Tuesday, February 14, 2012
REVIEW: The Girl in the Polka-Dot Dress, by Beryl Bainbridge
Well, I guess it had to happen sooner or later- I read a Europa I didn't like.
At first I thought I was just going to DNF The Girl in the Polka-Dot Dress, celebrated British author Beryl Bainbridge's posthumously published novel about two strangers on a road trip to California just before the assassination of Robert F. Kennedy. The first time I tried to read it, I found it dull and confusing. Bainbridge tells the story with less than the minimum exposition; heavy on dialogue and internal monologue, we don't know much about why an American widower Washington Harold and an English girl named Rose are looking for one Mr. Wheeler. Little by little, we find out some, but I was still left with more questions than answers.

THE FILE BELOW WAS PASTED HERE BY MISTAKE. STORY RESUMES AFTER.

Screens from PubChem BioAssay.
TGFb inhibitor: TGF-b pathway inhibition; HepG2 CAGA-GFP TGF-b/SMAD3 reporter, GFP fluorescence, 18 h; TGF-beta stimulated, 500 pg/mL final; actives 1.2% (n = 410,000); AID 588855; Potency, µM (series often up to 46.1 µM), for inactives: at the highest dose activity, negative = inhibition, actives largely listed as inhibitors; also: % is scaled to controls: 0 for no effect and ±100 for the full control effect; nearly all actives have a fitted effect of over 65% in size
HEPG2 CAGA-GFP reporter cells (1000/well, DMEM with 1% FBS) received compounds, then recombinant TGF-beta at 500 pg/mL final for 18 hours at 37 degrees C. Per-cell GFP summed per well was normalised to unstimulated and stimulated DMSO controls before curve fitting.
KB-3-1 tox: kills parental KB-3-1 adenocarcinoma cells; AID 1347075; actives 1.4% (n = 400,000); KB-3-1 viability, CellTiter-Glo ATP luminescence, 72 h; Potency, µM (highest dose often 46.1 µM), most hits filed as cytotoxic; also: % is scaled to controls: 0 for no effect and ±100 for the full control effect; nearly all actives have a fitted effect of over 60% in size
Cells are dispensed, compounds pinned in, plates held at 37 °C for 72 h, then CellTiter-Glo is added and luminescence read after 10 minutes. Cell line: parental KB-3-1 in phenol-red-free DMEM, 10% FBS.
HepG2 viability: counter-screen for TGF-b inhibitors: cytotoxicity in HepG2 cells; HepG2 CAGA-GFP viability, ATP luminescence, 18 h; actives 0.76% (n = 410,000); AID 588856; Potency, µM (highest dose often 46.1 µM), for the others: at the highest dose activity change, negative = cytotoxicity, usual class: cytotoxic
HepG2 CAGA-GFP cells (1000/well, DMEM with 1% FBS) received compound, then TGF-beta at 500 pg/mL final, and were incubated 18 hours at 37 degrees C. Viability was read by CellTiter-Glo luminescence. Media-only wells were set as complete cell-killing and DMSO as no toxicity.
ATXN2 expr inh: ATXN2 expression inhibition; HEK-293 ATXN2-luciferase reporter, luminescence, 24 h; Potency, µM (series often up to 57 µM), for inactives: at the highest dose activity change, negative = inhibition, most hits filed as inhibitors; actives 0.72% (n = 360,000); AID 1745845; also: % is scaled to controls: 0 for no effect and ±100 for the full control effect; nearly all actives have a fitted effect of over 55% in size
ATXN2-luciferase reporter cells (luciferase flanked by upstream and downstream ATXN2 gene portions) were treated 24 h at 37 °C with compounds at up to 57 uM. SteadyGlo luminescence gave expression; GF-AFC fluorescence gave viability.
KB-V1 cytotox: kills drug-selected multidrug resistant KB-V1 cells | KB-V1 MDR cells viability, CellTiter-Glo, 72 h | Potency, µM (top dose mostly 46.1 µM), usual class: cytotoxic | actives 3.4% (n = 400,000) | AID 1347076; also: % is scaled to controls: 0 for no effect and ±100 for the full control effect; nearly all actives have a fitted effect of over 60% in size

So I put it down for a while and picked it up again, determined not to be defeated. And I wasn't, at least in the sense that I finished it. I still don't understand much about what happened. I wonder if this minimalist style is typical of Bainbridge's writing; this is the first novel of hers I've read. Whatever else you can say though, it's definitely not for me.
I did enjoy some things about the book. I liked the gentle accumulation of detail and her strange relationship with Harold. I liked the contradictions that often occurred between what one of the characters says and what he or she is thinking. And their rambling adventures and the people they meet along the way have a darkly comic picaresque quality that is kind of fun. On the whole though, not really one for me. Maybe you'll have better luck!
This is my second Europa for 2012's Challenge. I'll probably read The Nun next.
I'm a Powell's partner and receive a small commission on sales.
FTC Disclosure: I received this book for review from Europa Editions.